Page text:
Posts Tagged ‘1930s reproduction fabric’

Back to quilts!

A while back, I started a red-white-and-blue quilt. In fact, I began working on two of them: one with a scrappy background, and one with blocks that all had the same pale blue on white background. All the blocks are big bow ties (simplified pattern, without Y seams) that lend a fun double arrow look.

Well, the baby who is the intended recipient has been born, and he’s a cutie! Little Augustine (“Augie”) will be able to cuddle up with these 1930s reproduction prints:

Sept 2014 Nikon 081

I put a cute “quilting words” fabric on the back because Augie’s mom also likes to sew:

Sept 2014 Nikon 066

Sept 2014 Nikon 072

Augie is just three weeks old, so I think this will be his view of the quilt for a while:

Sept 2014 Nikon 071

After piecing the quilt and layering with a 80/20 cotton/poly blend batting, I free-motioned large meandering patterns in pastel variegated thread. Free-wheeling quilting lines are good for a baby’s small hands to trace, and the primary colored arrows are stimulating for little eyes. I hope he likes it!

Here’s a photo showing my scrappier blocks, as yet to be turned into anything. I do like this block arrangement, too:





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I have been busy! Very, very busy, and although most of my busy-ness hasn’t been focused on crafting, I have had a few inspirations and I’d like to share those with you. My theme? Vintage modern patchwork.

I’ve become obsessed with the book Sunday Morning Quilts, which is such a fun, joyful approach to patchwork and quilt-making for those of us who’d like to use modern techniques to make arty, pretty quilts. The authors focus on improvising with scraps, first by dividing them into colors, and then by turning them into “slabs” – blocks of make-your-own patchwork fabric that sort of resemble log cabin block. Really, they could be any sort of rectangle/square creation you could dream up. If you have strips or scraps on hand, and love putting color on top of color, it can be addictive.

Sunday Morning Quilts

I’m now making “slabs” in red and yellow. I am still drawn to 1930s/40s reproduction fabrics and modern fabrics that have a similar feel: tiny prints, polka dots, little florals that are mostly one color, all in very vibrant hues. My local quilt store provides me with both, luckily. For me, it’s a kick to combine old-school fabrics that are just so bright and cheery with modern-style patchwork. This is an example of what I did with strips of bright red.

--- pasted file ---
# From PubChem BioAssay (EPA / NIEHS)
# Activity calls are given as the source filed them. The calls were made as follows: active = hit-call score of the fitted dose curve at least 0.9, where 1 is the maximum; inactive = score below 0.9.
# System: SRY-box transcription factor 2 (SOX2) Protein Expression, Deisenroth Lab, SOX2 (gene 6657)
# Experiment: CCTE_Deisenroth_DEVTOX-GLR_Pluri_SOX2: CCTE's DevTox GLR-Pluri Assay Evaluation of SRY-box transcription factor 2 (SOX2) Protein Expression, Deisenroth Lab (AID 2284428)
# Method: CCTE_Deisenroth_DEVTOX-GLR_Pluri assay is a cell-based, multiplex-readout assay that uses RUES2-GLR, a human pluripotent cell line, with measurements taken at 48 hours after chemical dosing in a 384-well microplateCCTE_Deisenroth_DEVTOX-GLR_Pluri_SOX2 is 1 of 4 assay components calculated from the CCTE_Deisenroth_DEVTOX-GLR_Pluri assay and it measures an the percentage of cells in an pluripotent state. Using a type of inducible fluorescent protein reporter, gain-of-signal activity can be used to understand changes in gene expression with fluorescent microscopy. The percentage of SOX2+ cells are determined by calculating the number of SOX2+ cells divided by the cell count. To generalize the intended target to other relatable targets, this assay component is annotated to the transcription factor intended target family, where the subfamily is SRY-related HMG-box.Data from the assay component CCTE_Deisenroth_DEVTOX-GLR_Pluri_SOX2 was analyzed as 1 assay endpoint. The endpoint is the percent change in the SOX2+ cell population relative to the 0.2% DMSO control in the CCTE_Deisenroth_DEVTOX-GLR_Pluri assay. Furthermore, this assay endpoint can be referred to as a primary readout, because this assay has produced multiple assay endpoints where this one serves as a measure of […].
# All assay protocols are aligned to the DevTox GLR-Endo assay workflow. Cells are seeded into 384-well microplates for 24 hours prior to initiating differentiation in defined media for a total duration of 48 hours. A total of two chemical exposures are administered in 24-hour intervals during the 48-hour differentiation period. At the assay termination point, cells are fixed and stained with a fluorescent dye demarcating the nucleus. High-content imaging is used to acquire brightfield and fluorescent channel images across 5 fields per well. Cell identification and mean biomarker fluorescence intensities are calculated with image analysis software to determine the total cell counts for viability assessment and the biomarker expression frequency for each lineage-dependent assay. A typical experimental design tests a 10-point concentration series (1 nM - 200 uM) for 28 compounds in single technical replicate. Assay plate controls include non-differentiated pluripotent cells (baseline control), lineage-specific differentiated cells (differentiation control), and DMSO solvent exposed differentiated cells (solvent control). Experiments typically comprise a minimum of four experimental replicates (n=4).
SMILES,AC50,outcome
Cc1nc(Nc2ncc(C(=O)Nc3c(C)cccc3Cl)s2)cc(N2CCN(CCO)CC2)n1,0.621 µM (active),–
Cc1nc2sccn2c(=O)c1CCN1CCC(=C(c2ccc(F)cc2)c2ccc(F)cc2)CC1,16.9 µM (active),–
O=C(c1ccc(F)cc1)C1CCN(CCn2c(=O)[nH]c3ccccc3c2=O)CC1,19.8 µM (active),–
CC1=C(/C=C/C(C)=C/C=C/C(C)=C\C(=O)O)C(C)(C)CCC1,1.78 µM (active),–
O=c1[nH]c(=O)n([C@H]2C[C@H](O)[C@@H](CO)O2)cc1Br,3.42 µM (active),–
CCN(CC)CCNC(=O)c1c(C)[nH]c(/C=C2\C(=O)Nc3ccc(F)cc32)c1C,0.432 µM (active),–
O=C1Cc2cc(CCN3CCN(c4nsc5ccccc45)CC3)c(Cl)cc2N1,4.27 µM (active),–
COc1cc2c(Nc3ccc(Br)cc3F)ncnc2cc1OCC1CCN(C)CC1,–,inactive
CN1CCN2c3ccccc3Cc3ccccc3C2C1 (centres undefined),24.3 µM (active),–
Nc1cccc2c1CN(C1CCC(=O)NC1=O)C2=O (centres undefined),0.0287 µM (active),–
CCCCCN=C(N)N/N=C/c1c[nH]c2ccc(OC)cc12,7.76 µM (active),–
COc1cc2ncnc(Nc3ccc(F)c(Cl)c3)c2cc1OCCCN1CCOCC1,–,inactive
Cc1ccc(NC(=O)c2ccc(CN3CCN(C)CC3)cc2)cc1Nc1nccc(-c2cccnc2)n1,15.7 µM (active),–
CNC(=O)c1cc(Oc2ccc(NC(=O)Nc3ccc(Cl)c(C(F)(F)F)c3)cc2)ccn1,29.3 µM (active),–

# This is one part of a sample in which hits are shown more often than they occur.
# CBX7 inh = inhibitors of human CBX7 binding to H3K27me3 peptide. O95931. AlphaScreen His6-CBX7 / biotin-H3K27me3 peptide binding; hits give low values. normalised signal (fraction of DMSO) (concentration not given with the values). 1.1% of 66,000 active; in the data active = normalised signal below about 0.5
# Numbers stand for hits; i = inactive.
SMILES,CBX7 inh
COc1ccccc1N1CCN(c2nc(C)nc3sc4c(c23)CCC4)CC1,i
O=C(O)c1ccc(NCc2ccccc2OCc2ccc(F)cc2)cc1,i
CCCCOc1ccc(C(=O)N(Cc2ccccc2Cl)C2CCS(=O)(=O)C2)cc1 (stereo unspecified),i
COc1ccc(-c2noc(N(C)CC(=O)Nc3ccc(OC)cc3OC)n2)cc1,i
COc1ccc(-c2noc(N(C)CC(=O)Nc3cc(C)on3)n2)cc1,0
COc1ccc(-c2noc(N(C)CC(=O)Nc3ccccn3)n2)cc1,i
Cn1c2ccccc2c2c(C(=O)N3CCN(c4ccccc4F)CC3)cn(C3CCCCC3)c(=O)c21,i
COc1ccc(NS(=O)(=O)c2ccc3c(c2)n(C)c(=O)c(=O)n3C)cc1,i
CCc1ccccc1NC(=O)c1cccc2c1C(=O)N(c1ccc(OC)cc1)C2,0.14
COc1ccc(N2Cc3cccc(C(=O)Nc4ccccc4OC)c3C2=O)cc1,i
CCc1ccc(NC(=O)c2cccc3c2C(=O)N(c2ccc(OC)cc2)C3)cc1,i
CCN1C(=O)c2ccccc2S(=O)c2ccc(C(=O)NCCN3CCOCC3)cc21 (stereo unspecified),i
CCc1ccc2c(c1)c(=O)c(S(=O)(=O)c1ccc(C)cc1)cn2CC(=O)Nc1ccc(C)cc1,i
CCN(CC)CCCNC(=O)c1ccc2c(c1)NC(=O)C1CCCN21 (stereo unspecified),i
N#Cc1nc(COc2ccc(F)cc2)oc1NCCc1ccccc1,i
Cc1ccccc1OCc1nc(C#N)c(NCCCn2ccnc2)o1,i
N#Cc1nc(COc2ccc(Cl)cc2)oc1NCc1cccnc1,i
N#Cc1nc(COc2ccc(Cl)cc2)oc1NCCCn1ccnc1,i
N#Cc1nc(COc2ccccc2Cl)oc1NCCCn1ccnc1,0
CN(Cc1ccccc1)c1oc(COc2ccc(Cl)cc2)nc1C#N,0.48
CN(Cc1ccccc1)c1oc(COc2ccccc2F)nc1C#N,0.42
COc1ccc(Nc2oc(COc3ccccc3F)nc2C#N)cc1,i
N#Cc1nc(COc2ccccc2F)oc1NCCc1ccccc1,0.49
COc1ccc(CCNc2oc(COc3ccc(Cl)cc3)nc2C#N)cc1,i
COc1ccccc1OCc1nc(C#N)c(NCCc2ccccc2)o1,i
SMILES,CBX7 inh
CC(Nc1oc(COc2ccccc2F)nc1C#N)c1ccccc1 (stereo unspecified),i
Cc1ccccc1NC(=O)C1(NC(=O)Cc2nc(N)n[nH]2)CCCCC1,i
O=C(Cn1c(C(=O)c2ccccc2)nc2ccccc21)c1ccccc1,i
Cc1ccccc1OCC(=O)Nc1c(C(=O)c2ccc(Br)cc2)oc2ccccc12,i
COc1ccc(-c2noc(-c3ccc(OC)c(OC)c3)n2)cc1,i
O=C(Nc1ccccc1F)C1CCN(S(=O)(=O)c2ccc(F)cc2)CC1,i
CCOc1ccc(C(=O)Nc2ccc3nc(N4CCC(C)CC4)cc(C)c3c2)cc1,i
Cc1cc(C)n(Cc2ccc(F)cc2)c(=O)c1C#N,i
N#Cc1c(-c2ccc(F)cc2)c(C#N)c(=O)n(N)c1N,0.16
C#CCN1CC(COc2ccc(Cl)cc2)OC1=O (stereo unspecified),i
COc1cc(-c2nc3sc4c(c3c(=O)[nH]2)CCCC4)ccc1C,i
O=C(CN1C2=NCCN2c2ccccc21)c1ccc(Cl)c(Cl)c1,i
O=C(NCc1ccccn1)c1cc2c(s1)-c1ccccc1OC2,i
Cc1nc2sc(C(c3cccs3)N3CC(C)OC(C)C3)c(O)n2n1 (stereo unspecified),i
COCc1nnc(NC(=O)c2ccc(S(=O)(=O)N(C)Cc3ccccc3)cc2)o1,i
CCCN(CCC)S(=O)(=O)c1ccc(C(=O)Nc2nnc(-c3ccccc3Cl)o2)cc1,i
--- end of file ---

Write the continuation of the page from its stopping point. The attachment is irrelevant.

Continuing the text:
Jan 2013 Canon Rebel 022 (800x767).

And then I made more:

Jan 2013 Canon Rebel 023 (800x703)

Jan 2013 Canon Rebel 024 (610x800)

Jan 2013 Canon Rebel 026 (800x514)

Next: I will trim these and stay-stitch them around the edges. Then: Orange slabs, and then slabs that are off-white with tiny little prints. I have a plan, believe me, for what to do with these… More on that soon. And stay tuned: in an upcoming post, I’ll show you my progress on the little holiday quilt featuring the tiny “mini” prints from my previous post.

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Do you like bright colors? I was never really sure of that until I started quilting. Then I realized how much I’m inspired by really bright brights, as well as light lights, and dark darks! It’s true that contrast is the name of the game for producing quilts that “pop” with color.

I had a lot of fun with the 1930s reproduction prints in this now-finished quilt, contrasting greens with oranges/yellows:

The pattern is oh-so-simple and graphic, which I quite enjoyed working with. The blocks are quick to make. I think this could be a wall-hanging, or would make a great toddler or baby quilt. But for now it is adorning my plain black desk chair in my home office and really cheering it up.